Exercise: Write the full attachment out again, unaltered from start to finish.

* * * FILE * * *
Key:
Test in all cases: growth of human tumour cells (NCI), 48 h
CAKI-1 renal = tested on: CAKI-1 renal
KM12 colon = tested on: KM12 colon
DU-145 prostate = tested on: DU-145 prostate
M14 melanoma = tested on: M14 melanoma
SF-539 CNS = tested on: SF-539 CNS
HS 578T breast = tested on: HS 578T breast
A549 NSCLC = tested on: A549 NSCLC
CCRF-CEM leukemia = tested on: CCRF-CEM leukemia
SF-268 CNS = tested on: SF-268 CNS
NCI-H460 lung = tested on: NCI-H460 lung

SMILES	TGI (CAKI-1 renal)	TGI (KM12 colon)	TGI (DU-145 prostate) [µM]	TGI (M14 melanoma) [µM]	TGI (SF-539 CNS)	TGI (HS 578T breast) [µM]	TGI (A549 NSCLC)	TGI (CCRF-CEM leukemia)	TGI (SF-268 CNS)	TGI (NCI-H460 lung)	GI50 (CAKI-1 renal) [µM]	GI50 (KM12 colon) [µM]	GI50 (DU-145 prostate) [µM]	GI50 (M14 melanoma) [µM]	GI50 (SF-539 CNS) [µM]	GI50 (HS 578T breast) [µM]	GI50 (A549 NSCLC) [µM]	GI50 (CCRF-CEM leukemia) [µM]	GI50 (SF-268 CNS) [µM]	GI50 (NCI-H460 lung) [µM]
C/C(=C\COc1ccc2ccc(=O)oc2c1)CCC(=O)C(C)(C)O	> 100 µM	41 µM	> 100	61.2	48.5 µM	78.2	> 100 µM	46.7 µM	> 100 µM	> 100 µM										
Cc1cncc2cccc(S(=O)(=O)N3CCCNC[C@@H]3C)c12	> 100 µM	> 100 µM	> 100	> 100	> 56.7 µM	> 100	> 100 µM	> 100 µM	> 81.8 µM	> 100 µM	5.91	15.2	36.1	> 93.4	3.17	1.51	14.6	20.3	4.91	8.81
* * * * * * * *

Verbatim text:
Key:
Test in all cases: growth of human tumour cells (NCI), 48 h
CAKI-1 renal = tested on: CAKI-1 renal
KM12 colon = tested on: KM12 colon
DU-145 prostate = tested on: DU-145 prostate
M14 melanoma = tested on: M14 melanoma
SF-539 CNS = tested on: SF-539 CNS
HS 578T breast = tested on: HS 578T breast
A549 NSCLC = tested on: A549 NSCLC
CCRF-CEM leukemia = tested on: CCRF-CEM leukemia
SF-268 CNS = tested on: SF-268 CNS
NCI-H460 lung = tested on: NCI-H460 lung

SMILES	TGI (CAKI-1 renal)	TGI (KM12 colon)	TGI (DU-145 prostate) [µM]	TGI (M14 melanoma) [µM]	TGI (SF-539 CNS)	TGI (HS 578T breast) [µM]	TGI (A549 NSCLC)	TGI (CCRF-CEM leukemia)	TGI (SF-268 CNS)	TGI (NCI-H460 lung)	GI50 (CAKI-1 renal) [µM]	GI50 (KM12 colon) [µM]	GI50 (DU-145 prostate) [µM]	GI50 (M14 melanoma) [µM]	GI50 (SF-539 CNS) [µM]	GI50 (HS 578T breast) [µM]	GI50 (A549 NSCLC) [µM]	GI50 (CCRF-CEM leukemia) [µM]	GI50 (SF-268 CNS) [µM]	GI50 (NCI-H460 lung) [µM]
C/C(=C\COc1ccc2ccc(=O)oc2c1)CCC(=O)C(C)(C)O	> 100 µM	41 µM	> 100	61.2	48.5 µM	78.2	> 100 µM	46.7 µM	> 100 µM	> 100 µM										
Cc1cncc2cccc(S(=O)(=O)N3CCCNC[C@@H]3C)c12	> 100 µM	> 100 µM	> 100	> 100	> 56.7 µM	> 100	> 100 µM	> 100 µM	> 81.8 µM	> 100 µM	5.91	15.2	36.1	> 93.4	3.17	1.51	14.6	20.3	4.91	8.81